The NBC series Emerald City, directed by filmmaker Tarsem Singh, tells the story of 20-year-old Dorothy Gale (Adria Arjona), who gets swept up into the eye of a tornado and transported to a mystical land where an all-powerful ruler, known as The Wizard (Vincent D’Onofrio), has outlawed magic. While in Oz, Dorothy finds herself on a path that is empowering, epic, romantic and fantastical, as she tries to figure out this unfamiliar world with witches, a lion, a tin man and a scarecrow.
Collider was recently invited to participate in a press day for the new series and while there, we spoke both 1-on-1 and at a luncheon with actor Vincent D’Onofrio. During the interview, he talked about wanting to work with Tarsem Singh again, wanting to be heavily involved in the collaboration for the character, what makes this telling of The Wizard of Oz different, how much time he had to find this character, and determining The Wizard’s look. He also talked about how much he enjoys being a part of the Marvel world at Netflix and that Wilson Fisk will be back, as well as being a part of Rings and Death Wish.
Question: You found out that Tarsem Singh was going to direct all of the episodes of Emerald City, and then put out the word that you wanted to play The Wizard. So, how did you ultimately end up signing on?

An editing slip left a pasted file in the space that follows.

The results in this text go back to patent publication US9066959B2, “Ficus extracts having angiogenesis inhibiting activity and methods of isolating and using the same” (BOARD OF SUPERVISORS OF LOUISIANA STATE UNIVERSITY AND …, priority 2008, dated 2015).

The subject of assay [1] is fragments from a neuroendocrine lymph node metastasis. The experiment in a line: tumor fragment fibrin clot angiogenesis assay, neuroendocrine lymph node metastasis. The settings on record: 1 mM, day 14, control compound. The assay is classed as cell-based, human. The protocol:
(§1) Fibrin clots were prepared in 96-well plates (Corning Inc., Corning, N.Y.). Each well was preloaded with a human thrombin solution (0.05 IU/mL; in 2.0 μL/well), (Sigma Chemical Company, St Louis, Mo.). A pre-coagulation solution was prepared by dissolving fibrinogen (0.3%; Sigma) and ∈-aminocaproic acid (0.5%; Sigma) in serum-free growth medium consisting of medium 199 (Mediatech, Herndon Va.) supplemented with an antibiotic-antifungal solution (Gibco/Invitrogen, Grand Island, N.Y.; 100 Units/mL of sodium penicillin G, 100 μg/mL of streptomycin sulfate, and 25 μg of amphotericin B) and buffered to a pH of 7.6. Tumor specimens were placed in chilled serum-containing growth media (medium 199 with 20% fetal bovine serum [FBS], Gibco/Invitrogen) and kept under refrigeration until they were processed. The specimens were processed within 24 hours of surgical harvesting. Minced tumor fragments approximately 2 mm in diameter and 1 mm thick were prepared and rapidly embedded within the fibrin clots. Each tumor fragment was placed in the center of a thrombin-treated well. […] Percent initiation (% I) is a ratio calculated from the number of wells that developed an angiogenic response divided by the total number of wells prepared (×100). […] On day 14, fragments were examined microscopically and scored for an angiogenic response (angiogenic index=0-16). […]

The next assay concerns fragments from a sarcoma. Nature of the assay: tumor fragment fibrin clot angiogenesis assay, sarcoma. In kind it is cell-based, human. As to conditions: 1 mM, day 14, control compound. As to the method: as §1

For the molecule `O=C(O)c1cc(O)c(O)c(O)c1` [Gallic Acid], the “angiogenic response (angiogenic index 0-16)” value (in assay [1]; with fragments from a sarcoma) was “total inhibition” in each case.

VINCENT D’ONOFRIO: When Tarsem [Singh] said that he was going to do it, (executive producer) David [Schulner] got ahold of me. I knew that they had somebody else in mind, but I just wanted it so bad. So, they started sending me scripts and David and I agreed that we would feel each other out. We sent emails back and forth with notes and wanted to see if we’d get along, and we did just that. By the fifth or sixth email, they wanted to go in the direction that I thought was necessary. He immediately started sending me scenes that he had just written, and I was like, “This is going to be awesome!” We went through all 10 hours of content like that, and I was so immersed by then, after reading all 10 hours, that I couldn’t say no. It was a challenge in front of me that I had to accept. And then, I’d call or we’d email back and forth about particular scenes. The collaboration was awesome.
Since you didn’t have a script to go on, when you first expressed your interest, what was it that made you want to play The Wizard, specifically?
D’ONOFRIO: I know Tarsem, and I know that he is not going to do a project called Emerald City, unless there is something that’s going to be amazing. And the minute I talked to him on the phone, he said, “They’re going to let me do all 10 hours.” He started talking to me about what he was going to do. With a guy like him, of course, you have to read a script, but you also let him know that, if everything works out, you’re there for him, 100%. When you go into a project, you want that enthusiasm behind you. They want to know that you’re coming in, full blast, and you’re not going to walk through it for the money or because it’s high-end shit. You’re doing it because you’re an actor and you want to be there to help tell the story properly. What more do you need than Tarsem and Emerald City, said in the same sentence? It’s a no-brainer. After that, we just have to get it right.
What makes this telling of The Wizard of Oz different from what we’re used to?